Celtics small icon 8. Celtics (6-4, LW 6). The Celtics have played the toughest schedule in the NBA so far this season. Their offense has been improving, but it’s not yet intimidating — 27th in the NBA for the season but 15th over the last three games. Late in games, Brad Stevens has trusted Marcus Morris over Gordon Hayward, and that’s the right play because Hayward is still struggling to start the season (as we should expect, remember that a year ago his leg was literally shattered).

Clippers small icon 9. Clippers (6-4, LW 11). The Clippers are better than their record would indicate (and their record is better than many expected). This is a top 10 team in offense and defense, and they are outscoring teams by 6 points per 100 possessions (meaning they should be 7-3 at least). Tough next four: At the Blazers, then home to the Bucks, Warriors, and Spurs.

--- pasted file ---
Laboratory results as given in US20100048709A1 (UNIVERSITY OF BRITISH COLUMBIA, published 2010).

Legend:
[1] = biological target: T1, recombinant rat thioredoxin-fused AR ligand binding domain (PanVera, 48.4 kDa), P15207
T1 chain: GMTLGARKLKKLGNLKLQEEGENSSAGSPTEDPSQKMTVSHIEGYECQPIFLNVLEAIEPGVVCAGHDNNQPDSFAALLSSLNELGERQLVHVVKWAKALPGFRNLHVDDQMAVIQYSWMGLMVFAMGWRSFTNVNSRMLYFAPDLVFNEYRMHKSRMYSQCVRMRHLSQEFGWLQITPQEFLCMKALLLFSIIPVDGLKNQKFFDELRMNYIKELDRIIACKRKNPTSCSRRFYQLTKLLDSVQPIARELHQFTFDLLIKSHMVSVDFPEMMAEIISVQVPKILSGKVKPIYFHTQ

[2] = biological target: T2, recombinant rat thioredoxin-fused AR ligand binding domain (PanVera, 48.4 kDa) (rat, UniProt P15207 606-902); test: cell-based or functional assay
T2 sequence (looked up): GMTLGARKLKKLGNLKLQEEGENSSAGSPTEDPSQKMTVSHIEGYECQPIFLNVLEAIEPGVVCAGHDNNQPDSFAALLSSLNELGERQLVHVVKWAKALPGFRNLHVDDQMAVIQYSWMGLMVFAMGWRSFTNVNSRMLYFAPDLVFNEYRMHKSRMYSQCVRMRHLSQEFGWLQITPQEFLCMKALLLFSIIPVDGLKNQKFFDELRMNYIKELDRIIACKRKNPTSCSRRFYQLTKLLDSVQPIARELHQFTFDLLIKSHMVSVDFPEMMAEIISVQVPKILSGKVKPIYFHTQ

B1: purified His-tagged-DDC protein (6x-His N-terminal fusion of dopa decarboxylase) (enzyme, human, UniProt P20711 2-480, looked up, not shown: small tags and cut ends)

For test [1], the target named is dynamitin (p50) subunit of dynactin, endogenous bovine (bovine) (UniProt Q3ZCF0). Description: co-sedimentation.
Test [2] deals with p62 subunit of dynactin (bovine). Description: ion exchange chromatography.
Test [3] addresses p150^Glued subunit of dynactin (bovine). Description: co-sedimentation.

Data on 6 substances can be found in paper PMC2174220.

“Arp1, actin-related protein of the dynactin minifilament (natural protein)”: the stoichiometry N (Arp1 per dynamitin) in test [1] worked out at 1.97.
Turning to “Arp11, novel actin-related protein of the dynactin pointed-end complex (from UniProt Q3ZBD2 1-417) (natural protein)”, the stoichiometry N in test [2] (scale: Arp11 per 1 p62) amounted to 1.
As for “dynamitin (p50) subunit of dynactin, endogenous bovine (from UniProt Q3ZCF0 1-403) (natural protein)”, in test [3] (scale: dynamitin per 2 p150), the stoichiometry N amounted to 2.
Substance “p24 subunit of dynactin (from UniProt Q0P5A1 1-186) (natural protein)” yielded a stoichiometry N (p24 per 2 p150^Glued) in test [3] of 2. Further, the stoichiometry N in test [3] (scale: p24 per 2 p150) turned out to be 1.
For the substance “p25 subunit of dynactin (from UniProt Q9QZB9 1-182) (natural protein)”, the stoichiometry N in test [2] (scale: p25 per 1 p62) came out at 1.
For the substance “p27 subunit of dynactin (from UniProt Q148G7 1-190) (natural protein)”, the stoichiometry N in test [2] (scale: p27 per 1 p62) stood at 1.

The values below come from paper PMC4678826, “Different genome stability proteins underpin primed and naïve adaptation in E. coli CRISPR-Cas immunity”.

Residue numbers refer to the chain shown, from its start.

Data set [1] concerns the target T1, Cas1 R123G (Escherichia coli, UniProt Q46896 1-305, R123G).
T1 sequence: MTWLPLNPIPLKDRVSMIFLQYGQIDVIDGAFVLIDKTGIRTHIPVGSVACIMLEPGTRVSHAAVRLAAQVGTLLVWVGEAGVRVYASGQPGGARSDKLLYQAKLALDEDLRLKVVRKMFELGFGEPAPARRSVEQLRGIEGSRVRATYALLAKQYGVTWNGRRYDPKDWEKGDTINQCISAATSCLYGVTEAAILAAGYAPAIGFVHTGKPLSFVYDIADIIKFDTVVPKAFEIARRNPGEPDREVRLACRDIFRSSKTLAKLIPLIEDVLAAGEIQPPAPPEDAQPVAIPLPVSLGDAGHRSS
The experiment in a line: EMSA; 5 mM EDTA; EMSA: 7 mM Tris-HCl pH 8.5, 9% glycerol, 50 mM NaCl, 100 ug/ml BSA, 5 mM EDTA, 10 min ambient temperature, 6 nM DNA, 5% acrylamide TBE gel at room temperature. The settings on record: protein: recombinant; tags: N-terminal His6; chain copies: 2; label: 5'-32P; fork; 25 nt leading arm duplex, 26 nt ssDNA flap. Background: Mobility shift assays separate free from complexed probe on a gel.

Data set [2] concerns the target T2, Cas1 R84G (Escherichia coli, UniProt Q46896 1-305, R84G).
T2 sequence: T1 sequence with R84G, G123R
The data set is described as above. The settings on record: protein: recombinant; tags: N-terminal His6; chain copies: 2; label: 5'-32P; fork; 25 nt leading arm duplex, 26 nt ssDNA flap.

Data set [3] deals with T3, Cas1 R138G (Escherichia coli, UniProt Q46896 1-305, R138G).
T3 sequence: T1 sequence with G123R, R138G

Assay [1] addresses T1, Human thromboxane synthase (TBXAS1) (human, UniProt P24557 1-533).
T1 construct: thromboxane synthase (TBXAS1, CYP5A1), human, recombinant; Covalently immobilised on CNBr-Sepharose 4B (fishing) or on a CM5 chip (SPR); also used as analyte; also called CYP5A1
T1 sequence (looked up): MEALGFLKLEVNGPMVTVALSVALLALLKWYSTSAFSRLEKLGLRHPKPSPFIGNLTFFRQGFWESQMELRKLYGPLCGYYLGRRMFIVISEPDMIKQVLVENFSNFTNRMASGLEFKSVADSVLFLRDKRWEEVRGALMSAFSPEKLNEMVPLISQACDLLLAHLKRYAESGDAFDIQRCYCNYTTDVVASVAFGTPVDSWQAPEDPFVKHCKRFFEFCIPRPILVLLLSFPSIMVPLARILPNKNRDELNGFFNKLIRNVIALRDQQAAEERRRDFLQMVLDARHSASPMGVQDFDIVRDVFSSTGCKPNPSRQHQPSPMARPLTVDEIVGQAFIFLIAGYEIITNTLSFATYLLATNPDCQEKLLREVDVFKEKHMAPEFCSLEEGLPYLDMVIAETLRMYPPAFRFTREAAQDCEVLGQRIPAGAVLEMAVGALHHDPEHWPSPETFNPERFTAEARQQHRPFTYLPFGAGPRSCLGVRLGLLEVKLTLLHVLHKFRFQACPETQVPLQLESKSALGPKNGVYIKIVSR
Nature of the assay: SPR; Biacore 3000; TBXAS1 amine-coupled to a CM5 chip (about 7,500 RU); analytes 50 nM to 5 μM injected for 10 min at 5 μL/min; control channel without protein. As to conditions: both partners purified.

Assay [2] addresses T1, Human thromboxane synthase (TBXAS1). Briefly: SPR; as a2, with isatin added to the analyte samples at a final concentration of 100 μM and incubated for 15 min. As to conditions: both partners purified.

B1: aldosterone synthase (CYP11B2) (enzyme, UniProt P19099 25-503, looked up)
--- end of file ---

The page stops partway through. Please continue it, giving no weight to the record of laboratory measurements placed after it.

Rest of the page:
Thunder small icon 10. Thunder (5-4, LW 22).. Oklahoma City catches a break with Russell Westbrook’s sprained ankle not being as bad as it looked, so he will not miss much time. The Thunder, winners of five in a row, also catch a break this happened as they hit a soft spot in the schedule: Cleveland, Dallas, Phoenix twice, and Sacramento are six of next seven. The Thunder should keep on winning and making up for the slow start.

Hornets small icon 11. Hornets (6-5, LW 14). Charlotte has been the least lucky team in the NBA — they are one game over .500 but with a +8.9, that of an 8-3 team. This is not a new problem, last season the Hornets struggled to close out close games, too, and it was one reason they missed the playoffs. Interestingly, the Hornets are +15.2 per 100 when Tony Parker runs the point and Kemba Walker is at the two, that may be a way James Borego tries closing games.